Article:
For hospitalized patients with fungal infections, specialists save lives

Oct. 9, 2019

Bloodstream infections caused by the fungus Candida are among the most common and deadly infections in hospitals, with 25,000 such cases seen annually in the U.S. – mostly in people originally hospitalized for other reasons. About 40 percent to 45 percent of people with Candida in their blood die of the infection.

New research from Washington University School of Medicine in St. Louis shows that the death rate can be reduced by 20 percent if infectious disease specialists oversee care of such patients. Such specialists are more likely to follow evidence-based best practices for treating infections, which is likely why their patients do better, the researchers said. The findings, published Sept. 24 in Lancet Infectious Diseases, suggest that physicians should not hesitate to consult with infectious disease doctors if they suspect a fungal bloodstream infection.

“Candida infections are a major problem in hospitals large and small across the country,” said senior author Andrej Spec, MD, an assistant professor of medicine and associate director of the university’s Infectious Diseases Clinical Research Unit and director of the university’s Invasive Fungal Infections Clinic. “Even uncomplicated versions of these infections are actually quite dangerous and require a detailed and well-thought out approach to make sure that people do well. Infectious disease doctors are the ones who have the expertise to best treat these infections.”

Even in major medical centers, it has not been the standard of care to call in an infectious disease physician to help treat fungal bloodstream infections, said study co-author William G. Powderly, MD, the Dr. J. William Campbell Professor of Medicine at Washington University. “But our study indicates that bringing in a specialist to consult on such infections should be the standard of care. We’re taking steps to adopt this protocol for our patients.”

Large hospitals usually have an infectious disease physician on staff, but such experts may be rare in smaller community hospitals.

“Washington University provides a physicians’ access line, where any community physician who has any concerns about a patient can call an infectious disease doctor 24 hours a day, 365 days a year, and ask questions,” Spec said. “This is a service that we provide for free to the community.”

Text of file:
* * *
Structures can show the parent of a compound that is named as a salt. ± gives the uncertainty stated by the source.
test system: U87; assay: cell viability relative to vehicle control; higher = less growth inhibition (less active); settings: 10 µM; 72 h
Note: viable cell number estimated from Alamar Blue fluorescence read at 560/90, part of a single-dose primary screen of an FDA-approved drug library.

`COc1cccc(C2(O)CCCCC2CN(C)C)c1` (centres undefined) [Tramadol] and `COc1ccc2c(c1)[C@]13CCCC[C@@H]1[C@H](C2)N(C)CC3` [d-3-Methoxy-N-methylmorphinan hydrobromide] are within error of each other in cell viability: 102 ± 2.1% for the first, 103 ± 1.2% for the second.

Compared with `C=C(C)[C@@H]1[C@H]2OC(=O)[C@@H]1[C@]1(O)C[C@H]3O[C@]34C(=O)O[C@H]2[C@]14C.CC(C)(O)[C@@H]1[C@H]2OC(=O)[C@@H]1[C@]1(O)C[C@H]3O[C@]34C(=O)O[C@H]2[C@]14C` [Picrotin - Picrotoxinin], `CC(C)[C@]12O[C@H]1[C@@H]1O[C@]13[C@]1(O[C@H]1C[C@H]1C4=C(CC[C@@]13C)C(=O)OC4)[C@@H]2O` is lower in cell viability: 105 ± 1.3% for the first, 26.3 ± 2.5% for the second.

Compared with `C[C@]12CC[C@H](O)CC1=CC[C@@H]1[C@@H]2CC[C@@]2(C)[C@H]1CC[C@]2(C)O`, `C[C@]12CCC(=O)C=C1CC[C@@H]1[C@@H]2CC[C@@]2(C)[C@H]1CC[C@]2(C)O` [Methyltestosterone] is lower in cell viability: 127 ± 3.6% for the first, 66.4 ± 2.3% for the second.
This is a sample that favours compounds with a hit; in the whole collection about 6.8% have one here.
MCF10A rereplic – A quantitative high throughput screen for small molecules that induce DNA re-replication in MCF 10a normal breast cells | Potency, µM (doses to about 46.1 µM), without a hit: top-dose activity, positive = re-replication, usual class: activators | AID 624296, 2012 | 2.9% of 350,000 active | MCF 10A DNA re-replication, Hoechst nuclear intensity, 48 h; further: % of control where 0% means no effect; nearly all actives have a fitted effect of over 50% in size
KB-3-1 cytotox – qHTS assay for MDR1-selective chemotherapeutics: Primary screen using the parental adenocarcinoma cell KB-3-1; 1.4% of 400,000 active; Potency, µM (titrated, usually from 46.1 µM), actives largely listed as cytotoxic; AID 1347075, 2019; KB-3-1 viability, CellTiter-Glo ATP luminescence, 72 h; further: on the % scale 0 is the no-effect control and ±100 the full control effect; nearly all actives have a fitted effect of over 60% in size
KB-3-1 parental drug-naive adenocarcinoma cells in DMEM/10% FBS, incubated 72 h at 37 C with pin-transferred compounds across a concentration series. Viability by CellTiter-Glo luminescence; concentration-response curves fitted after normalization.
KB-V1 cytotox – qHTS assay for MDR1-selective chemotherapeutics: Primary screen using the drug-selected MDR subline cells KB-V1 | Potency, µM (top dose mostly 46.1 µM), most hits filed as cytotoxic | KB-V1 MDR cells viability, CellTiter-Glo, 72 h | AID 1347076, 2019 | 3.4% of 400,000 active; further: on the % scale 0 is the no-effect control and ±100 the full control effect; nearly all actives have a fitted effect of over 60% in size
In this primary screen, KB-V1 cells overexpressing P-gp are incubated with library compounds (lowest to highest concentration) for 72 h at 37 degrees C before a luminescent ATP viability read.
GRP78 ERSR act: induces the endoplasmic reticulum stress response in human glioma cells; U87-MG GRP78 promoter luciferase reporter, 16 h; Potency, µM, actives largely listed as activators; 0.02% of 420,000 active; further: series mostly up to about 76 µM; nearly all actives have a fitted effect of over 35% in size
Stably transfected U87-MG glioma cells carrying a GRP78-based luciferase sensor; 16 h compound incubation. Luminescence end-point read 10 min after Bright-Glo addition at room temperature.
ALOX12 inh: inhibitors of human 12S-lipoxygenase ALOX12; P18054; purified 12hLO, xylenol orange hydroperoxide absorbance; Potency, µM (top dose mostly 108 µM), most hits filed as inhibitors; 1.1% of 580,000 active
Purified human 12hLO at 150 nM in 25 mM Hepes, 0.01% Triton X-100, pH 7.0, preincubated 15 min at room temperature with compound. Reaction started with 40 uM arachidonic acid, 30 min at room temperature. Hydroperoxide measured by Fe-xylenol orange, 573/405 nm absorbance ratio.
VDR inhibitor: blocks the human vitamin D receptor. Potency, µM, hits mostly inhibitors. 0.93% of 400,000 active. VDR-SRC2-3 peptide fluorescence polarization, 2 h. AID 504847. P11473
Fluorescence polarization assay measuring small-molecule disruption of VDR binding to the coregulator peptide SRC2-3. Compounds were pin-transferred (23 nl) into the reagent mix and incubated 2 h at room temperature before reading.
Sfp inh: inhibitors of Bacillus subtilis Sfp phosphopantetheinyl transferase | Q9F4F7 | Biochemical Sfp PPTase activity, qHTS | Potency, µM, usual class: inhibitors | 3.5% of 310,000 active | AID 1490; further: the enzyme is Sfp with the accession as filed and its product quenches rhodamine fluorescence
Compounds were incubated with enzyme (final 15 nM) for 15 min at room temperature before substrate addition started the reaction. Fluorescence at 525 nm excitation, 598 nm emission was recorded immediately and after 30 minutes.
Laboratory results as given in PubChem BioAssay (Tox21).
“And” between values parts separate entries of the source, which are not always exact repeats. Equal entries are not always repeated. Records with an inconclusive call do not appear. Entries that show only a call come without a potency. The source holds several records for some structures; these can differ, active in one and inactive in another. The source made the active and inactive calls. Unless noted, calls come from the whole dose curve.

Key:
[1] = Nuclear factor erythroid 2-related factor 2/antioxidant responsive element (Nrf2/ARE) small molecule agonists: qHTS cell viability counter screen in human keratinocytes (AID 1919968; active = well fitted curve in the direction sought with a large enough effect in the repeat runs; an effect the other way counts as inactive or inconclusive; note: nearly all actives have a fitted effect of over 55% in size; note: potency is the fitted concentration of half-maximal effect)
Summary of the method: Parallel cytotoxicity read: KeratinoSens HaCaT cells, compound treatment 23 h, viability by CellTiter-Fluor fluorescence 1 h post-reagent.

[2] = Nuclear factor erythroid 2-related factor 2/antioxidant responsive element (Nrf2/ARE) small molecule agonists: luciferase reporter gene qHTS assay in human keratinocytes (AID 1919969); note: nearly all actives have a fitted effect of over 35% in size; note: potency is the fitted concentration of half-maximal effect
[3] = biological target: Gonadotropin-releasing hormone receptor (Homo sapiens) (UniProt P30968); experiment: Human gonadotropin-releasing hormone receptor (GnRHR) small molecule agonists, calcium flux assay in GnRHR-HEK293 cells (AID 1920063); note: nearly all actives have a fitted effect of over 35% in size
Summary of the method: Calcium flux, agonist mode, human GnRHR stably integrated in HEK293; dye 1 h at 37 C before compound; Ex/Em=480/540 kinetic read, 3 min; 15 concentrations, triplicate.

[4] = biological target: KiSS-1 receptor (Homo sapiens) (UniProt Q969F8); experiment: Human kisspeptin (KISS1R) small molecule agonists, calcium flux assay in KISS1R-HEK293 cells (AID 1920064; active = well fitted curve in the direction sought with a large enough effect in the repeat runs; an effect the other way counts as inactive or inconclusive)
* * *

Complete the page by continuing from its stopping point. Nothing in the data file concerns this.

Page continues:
To find out whether infectious disease specialists improve outcomes, first author Carlos Mejia-Chew, MD, an instructor in infectious diseases, worked with Spec and colleagues to analyze data from 1,691 patients with Candida bloodstream infections treated at Barnes-Jewish Hospital in St. Louis from 2002 to 2015. The team looked at what steps the Washington University doctors took to treat each infection, including whether they consulted with infectious disease specialists, and how many patients were still living 90 days after diagnosis.

Nearly half (45.9 percent) of the physicians with primary responsibility for the patients consulted with infectious disease specialists. Of the patients who were evaluated by an infectious disease expert, 28.6 percent died within 90 days. But of those whose doctors did not call the specialists, 50.5 percent died. Even after correcting for risk factors such as age and underlying disease, the benefit of a specialist consultation translated into a 20 percent lower risk of death.

When infectious disease experts were involved, patients were more likely to receive treatments that have been proven to save lives. More of the patients were prescribed antifungal medications, and they stayed on the drugs longer. Infectious disease doctors were more likely to check for serious complications such as infections of the heart. Perhaps most importantly, infectious disease physicians were more likely to remove central line catheters, which are used to administer IV medications.

The study is one more piece of evidence that infectious disease physicians play a critical role in managing the care of hospitalized patients.

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